Religious and social issues became very important in social-philosophical thinking in the northern Netherlands. In particular five “great” philosophers have made as freethinkers a contribution at the global level. Geert Groote and Desiderius Erasmus come from a Catholic background, Dirk Coornhert and Hugo Grotius were Calvinists and finally Baruch Spinoza was a Jewish one. Highly simplified, the ideas that they produced are as follows:
1. Geert Groote (1340 – 1384)
Geert Groote was born in Deventer but he spent his early years in the Rhineland, probably especially in Cologne, where he learnt the ideas of the heretics (Cathars). After the period of wanderings he settled down in Zutphen where he was the founder of the Brotherhood of Common Life.
Restauration of the Geert Groote Huis, 1 september 2011
Practically, this meant the pursuit of a “rich” community property at the expense of personal property in the material sense. For example, if many people possess few books, is it not better that they have a combined, huge library consisting of all those books? Incidentally, all this without falling into black and white extremes.
2. Desiderius Erasmus (Rotterdam 1486 – 1536)
He translated many ancient writings, including parts of the Bible, into Latin and Greek. He learned Greek language at a school of the “Brotherhood of Common Life”. He saw helping “others in need” as a “Christian” duty, making him an early humanist. He perceived life not mainly as an earthly vale of tears but also appreciated humor. His “Praise of Folly” is the first book written in not deeply serious way. It still belongs to the literature that is often read in secondary schools as an exam subject. Read also: Lost Erasmus Library.
3. Dirk Coornhert (Amsterdam 1522 – Gouda 1590)
Dirk Volkertsz Coornhert was born in Amsterdam. After making a trip through Spain and Italy he moved to Haarlem, living at the St. Jansstraat there. His parents did not accept his wife and disinherited him. For many years he earned money for living by being an etcher and engraver. He made very creditable prints and the famous Hendrick Goltzius was his student. He could also fight on the sable, play flute and lute, he was a poet (he is even named as the poet of the national anthem). He was a playwright and learned Latin at a later age so he could read the Church-Fathers in that language and was able to translate the “Odyssey” from Latin.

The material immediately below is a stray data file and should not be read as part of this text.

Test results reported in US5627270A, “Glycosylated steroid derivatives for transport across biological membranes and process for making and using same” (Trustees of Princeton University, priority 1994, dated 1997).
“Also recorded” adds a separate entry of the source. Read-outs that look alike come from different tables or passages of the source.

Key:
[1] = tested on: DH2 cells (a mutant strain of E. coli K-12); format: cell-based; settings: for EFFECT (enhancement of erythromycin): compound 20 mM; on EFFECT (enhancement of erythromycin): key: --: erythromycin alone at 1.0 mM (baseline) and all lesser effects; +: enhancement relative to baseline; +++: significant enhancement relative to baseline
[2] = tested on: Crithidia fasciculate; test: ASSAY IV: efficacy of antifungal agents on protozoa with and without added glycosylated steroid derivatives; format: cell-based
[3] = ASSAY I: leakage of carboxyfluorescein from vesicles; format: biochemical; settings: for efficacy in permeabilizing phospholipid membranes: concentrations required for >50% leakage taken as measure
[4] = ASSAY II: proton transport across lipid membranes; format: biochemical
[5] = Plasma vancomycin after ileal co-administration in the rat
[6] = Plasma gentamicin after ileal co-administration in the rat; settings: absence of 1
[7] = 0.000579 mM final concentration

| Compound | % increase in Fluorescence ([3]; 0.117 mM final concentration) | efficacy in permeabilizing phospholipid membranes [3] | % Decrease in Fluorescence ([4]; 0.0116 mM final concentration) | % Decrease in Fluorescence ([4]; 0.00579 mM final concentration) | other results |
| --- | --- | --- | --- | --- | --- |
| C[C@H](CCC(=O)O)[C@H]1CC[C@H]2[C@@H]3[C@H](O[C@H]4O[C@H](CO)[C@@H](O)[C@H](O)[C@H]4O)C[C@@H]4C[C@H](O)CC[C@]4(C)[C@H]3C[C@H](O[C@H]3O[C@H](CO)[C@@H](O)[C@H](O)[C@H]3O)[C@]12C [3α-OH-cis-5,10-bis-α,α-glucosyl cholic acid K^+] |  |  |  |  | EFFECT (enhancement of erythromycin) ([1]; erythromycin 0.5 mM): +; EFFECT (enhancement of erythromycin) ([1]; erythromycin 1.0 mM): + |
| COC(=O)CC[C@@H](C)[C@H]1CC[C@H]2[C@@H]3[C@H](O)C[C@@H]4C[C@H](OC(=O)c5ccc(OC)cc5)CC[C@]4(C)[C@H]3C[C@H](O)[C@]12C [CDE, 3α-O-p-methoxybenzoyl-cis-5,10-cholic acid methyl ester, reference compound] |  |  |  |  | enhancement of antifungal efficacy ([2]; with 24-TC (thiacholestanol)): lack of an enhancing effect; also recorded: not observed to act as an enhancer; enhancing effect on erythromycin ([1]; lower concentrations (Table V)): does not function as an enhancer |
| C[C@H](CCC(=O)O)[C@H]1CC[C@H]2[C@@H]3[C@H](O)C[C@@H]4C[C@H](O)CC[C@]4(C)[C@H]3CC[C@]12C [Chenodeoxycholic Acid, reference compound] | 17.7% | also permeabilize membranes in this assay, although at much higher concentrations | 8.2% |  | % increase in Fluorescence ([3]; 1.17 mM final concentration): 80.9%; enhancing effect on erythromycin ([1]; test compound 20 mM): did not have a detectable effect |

In 1564 he became the secretary of the College of Mayors of the city of Haarlem. In that capacity he met Prince William of Orange, who led the revolt against Philip II. This made him a suspicious man. After the iconoclastic (1566) he fled to Cologne. Born a catholic, he was grown a strong anti-catholic. After his return to the Low Countries he was judged by the Council of Law (a court which goal was to punish anti-Spaing rebeliants) and locked in the prison in The Hague until the end of 1567. In 1568 he fled to the tolerant Duchy of Cleves. In 1573 he returned again. After beeing for three months Secretary of the States of Holland, he had to move to Germany for the third time. He stayed then for about 10 years in exile, before he returned to Haarlem. Here he became a notary.
His many writings in the field of theology, morality, criminal law and constitution are written in Dutch instead of the common Latin. He has thus contributed to the enrichment and improvement of the Dutch language. However, he is therefore less known internationally than, for example, Erasmus with whom he can compete in importance.
Dirck Volkertsz Coornhert was a humanist. He was an important but undervalued versatile, tolerant and enlightened Renaissance thinker and writer in many fields. He wrote a huge amount of interesting publications (books, pamphlets, other written works, correspondences), all based on thorough studies. Coornhert had an influence on William of Orange, they maintained a close contact on thoughts about religious tolerance and freedom. He worked strictly from 04:00 to 22:00. Sleep was for him as an exercise in being death and thought it just a necessary evil. At the end of his life he moved to the tolerant city of Gouda. There was full freedom of press and a very liberal attitude to preaching in the protestant St.Johns church. Also his friendship with the printer Jasper Tournay (who printed his books) was, may be, a motive. There (in his house, Oosthaven 17, Gouda) he died on October 29, 1590. On the wall of the cityhall there is a plaquette commemorating him. He is buried in the St. Johns church.
4. Hugo de Groot / Grotius (Delft, 1583 – Rostock, 1645)